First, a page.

# Centripetal acceleration at equator

1. Jan 25, 2010

### Masafi

The centripetal acceleration of a person standing at the equator is about 0.03 m s–2.

(Radius of the Earth = 6.4 × 106 m.)

The size of the force R provides a measure of the apparent strength of the gravitational field. Show that the apparent field strength g at the equator differs from that at the poles by about 0.3%.

(0.034 ÷ 9.81) × 100% = 0.35%

I dont understand this. How do we know that the acc at the pole is 9.81, and that 0.034 is the difference in the 2 accerelations?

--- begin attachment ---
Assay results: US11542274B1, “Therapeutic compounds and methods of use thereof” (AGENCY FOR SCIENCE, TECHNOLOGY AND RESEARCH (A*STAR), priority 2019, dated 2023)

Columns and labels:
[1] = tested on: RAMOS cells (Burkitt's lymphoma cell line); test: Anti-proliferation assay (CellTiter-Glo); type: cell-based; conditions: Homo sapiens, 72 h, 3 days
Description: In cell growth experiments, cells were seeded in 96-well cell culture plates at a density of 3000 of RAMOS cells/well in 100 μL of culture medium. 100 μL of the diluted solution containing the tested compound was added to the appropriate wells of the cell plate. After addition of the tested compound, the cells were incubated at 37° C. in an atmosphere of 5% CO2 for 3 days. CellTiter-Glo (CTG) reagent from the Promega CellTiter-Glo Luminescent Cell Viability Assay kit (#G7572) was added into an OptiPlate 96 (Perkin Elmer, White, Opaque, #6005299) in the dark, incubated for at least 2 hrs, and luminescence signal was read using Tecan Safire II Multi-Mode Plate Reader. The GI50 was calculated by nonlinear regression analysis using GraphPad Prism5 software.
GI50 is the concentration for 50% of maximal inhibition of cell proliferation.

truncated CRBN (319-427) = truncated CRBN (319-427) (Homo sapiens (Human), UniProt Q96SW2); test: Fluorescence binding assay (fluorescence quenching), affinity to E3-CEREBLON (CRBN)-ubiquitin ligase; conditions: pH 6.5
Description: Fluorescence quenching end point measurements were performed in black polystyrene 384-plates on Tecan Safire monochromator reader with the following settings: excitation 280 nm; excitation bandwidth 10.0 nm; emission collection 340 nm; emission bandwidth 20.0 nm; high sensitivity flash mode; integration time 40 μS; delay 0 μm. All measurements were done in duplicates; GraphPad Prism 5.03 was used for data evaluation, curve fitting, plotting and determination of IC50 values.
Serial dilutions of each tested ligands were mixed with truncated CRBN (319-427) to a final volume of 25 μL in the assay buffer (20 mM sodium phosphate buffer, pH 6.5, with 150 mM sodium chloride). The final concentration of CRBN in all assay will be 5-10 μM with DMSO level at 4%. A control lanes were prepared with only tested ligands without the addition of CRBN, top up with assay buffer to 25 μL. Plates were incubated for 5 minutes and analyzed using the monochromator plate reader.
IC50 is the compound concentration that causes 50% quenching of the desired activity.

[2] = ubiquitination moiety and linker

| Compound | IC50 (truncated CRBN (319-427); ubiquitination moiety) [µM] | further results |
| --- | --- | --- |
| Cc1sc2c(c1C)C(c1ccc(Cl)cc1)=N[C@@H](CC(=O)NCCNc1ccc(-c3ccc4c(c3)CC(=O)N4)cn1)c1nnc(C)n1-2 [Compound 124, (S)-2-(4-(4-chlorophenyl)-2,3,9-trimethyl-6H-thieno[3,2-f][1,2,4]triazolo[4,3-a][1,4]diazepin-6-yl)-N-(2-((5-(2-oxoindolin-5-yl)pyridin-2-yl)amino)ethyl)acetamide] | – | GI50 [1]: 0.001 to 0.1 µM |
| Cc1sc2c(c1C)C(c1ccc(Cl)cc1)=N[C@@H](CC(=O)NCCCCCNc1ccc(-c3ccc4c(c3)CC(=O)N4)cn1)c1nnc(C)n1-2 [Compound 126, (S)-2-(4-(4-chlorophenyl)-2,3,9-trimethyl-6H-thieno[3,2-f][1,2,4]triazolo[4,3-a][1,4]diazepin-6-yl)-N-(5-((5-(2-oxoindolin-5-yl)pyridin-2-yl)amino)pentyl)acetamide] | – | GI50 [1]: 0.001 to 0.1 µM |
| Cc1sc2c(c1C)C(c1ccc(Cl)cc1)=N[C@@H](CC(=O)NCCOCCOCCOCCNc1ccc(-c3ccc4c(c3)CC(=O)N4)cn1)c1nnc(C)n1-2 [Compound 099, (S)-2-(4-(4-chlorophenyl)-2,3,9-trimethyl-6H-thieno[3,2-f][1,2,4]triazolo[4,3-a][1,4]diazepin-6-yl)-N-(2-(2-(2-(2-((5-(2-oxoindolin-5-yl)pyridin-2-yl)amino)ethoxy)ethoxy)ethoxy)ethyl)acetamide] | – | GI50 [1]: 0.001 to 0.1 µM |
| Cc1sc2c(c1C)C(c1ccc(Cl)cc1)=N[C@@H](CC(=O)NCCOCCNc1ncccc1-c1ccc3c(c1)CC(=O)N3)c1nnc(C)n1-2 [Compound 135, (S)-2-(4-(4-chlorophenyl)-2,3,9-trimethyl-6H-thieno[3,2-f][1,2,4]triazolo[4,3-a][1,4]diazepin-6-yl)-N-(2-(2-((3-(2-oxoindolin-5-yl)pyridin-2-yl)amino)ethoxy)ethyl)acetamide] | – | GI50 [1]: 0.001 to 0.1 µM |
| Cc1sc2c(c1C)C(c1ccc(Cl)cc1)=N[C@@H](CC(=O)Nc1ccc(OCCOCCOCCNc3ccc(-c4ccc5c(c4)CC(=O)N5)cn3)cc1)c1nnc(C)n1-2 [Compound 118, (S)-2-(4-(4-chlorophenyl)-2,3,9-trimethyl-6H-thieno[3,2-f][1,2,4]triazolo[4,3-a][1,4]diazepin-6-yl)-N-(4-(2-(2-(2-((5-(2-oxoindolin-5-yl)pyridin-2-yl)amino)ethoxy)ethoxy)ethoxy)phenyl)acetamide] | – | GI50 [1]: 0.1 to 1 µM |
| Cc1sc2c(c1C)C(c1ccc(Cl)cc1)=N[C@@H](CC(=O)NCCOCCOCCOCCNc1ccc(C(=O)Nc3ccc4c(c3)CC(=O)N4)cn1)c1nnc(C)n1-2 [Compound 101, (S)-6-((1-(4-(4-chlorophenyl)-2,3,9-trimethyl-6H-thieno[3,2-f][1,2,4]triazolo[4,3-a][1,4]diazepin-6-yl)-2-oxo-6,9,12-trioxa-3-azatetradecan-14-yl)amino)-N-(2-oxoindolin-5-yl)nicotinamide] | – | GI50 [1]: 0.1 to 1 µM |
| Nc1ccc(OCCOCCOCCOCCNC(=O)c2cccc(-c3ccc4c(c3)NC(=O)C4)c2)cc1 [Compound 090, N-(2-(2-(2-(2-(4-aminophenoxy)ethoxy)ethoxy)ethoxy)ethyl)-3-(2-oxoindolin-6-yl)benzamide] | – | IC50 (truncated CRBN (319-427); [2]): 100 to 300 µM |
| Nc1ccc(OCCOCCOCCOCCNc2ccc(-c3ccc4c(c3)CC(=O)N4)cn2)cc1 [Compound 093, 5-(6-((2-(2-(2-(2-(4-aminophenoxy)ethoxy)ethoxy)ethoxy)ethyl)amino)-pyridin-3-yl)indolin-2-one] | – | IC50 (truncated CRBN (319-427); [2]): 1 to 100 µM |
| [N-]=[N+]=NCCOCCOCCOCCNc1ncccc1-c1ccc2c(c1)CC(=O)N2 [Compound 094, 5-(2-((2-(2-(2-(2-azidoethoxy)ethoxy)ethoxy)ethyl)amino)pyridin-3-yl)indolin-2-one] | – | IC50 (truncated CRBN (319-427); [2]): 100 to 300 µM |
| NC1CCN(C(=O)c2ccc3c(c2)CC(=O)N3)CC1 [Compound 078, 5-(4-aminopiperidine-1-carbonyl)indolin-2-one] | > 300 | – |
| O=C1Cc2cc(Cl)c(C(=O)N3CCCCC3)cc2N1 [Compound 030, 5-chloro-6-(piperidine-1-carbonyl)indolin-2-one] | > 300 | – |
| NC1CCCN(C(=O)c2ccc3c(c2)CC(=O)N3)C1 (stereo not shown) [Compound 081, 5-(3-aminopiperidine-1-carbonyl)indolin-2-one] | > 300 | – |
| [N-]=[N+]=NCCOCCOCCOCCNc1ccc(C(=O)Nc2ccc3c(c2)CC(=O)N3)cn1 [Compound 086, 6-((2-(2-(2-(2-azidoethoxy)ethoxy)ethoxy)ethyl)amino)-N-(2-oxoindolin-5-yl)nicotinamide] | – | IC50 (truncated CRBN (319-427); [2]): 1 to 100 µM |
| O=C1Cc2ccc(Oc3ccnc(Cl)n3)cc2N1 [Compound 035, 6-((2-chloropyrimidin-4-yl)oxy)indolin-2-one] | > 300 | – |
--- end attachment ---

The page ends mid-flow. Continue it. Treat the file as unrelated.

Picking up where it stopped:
2. Jan 25, 2010

### mgb_phys

The acceleration due to gravity 'g' you can measure.
You can also work it out from GM/r^2 ( M is the mass of the Earth and r is the radius)

ps. 9.81m/s^2 - is an average for the whole planet,
g is around 9.79 m/s^2 at the equator and 9.83 m/s^2 at the poles - it also varies with local rock types